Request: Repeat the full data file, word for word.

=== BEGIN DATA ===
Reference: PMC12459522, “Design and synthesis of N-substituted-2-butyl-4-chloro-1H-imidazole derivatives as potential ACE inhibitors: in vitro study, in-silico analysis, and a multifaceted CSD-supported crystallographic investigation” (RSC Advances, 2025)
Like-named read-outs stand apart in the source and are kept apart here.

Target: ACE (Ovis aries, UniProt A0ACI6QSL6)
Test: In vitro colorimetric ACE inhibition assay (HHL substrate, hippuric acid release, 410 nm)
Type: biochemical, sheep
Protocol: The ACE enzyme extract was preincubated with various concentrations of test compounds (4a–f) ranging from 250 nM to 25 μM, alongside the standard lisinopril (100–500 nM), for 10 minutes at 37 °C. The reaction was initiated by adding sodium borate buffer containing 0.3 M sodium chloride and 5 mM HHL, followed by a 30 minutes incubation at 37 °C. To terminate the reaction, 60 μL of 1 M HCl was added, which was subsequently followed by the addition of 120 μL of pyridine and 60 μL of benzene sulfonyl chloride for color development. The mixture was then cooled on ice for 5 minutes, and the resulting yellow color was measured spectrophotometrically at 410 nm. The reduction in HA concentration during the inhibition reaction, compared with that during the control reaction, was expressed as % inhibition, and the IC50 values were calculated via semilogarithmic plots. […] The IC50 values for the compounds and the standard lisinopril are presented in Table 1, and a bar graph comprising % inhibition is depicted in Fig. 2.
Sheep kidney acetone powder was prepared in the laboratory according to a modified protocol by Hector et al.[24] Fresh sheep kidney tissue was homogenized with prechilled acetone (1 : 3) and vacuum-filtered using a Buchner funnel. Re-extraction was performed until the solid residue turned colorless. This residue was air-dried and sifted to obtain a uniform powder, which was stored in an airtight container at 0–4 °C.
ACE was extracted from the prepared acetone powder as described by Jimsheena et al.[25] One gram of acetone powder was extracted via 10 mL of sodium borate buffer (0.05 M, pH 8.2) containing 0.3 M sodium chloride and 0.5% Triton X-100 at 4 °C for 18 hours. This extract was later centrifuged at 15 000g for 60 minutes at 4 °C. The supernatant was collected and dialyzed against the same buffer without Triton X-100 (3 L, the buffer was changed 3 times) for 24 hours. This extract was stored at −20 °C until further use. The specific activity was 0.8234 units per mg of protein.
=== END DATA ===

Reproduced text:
Reference: PMC12459522, “Design and synthesis of N-substituted-2-butyl-4-chloro-1H-imidazole derivatives as potential ACE inhibitors: in vitro study, in-silico analysis, and a multifaceted CSD-supported crystallographic investigation” (RSC Advances, 2025)
Like-named read-outs stand apart in the source and are kept apart here.

Target: ACE (Ovis aries, UniProt A0ACI6QSL6)
Test: In vitro colorimetric ACE inhibition assay (HHL substrate, hippuric acid release, 410 nm)
Type: biochemical, sheep
Protocol: The ACE enzyme extract was preincubated with various concentrations of test compounds (4a–f) ranging from 250 nM to 25 μM, alongside the standard lisinopril (100–500 nM), for 10 minutes at 37 °C. The reaction was initiated by adding sodium borate buffer containing 0.3 M sodium chloride and 5 mM HHL, followed by a 30 minutes incubation at 37 °C. To terminate the reaction, 60 μL of 1 M HCl was added, which was subsequently followed by the addition of 120 μL of pyridine and 60 μL of benzene sulfonyl chloride for color development. The mixture was then cooled on ice for 5 minutes, and the resulting yellow color was measured spectrophotometrically at 410 nm. The reduction in HA concentration during the inhibition reaction, compared with that during the control reaction, was expressed as % inhibition, and the IC50 values were calculated via semilogarithmic plots. […] The IC50 values for the compounds and the standard lisinopril are presented in Table 1, and a bar graph comprising % inhibition is depicted in Fig. 2.
Sheep kidney acetone powder was prepared in the laboratory according to a modified protocol by Hector et al.[24] Fresh sheep kidney tissue was homogenized with prechilled acetone (1 : 3) and vacuum-filtered using a Buchner funnel. Re-extraction was performed until the solid residue turned colorless. This residue was air-dried and sifted to obtain a uniform powder, which was stored in an airtight container at 0–4 °C.
ACE was extracted from the prepared acetone powder as described by Jimsheena et al.[25] One gram of acetone powder was extracted via 10 mL of sodium borate buffer (0.05 M, pH 8.2) containing 0.3 M sodium chloride and 0.5% Triton X-100 at 4 °C for 18 hours. This extract was later centrifuged at 15 000g for 60 minutes at 4 °C. The supernatant was collected and dialyzed against the same buffer without Triton X-100 (3 L, the buffer was changed 3 times) for 24 hours. This extract was stored at −20 °C until further use. The specific activity was 0.8234 units per mg of protein.